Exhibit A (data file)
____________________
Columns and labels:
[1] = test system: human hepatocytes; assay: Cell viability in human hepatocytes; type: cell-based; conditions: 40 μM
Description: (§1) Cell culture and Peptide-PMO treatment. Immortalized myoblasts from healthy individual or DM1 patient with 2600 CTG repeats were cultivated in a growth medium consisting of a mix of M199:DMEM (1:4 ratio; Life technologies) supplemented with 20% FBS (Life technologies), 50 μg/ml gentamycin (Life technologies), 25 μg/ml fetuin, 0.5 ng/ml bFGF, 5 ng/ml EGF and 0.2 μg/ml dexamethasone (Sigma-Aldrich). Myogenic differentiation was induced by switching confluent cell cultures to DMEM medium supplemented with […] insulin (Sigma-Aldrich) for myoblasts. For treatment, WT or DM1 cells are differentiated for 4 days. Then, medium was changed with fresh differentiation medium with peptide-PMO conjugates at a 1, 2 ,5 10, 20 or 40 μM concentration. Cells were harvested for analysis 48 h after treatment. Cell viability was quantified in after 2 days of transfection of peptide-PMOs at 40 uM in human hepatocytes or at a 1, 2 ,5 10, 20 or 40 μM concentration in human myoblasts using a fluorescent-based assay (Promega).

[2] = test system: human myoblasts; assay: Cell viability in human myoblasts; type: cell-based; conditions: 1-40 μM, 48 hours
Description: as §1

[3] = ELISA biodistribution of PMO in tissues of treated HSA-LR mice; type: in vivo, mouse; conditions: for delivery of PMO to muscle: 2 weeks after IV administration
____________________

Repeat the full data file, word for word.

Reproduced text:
Columns and labels:
[1] = test system: human hepatocytes; assay: Cell viability in human hepatocytes; type: cell-based; conditions: 40 μM
Description: (§1) Cell culture and Peptide-PMO treatment. Immortalized myoblasts from healthy individual or DM1 patient with 2600 CTG repeats were cultivated in a growth medium consisting of a mix of M199:DMEM (1:4 ratio; Life technologies) supplemented with 20% FBS (Life technologies), 50 μg/ml gentamycin (Life technologies), 25 μg/ml fetuin, 0.5 ng/ml bFGF, 5 ng/ml EGF and 0.2 μg/ml dexamethasone (Sigma-Aldrich). Myogenic differentiation was induced by switching confluent cell cultures to DMEM medium supplemented with […] insulin (Sigma-Aldrich) for myoblasts. For treatment, WT or DM1 cells are differentiated for 4 days. Then, medium was changed with fresh differentiation medium with peptide-PMO conjugates at a 1, 2 ,5 10, 20 or 40 μM concentration. Cells were harvested for analysis 48 h after treatment. Cell viability was quantified in after 2 days of transfection of peptide-PMOs at 40 uM in human hepatocytes or at a 1, 2 ,5 10, 20 or 40 μM concentration in human myoblasts using a fluorescent-based assay (Promega).

[2] = test system: human myoblasts; assay: Cell viability in human myoblasts; type: cell-based; conditions: 1-40 μM, 48 hours
Description: as §1

[3] = ELISA biodistribution of PMO in tissues of treated HSA-LR mice; type: in vivo, mouse; conditions: for delivery of PMO to muscle: 2 weeks after IV administration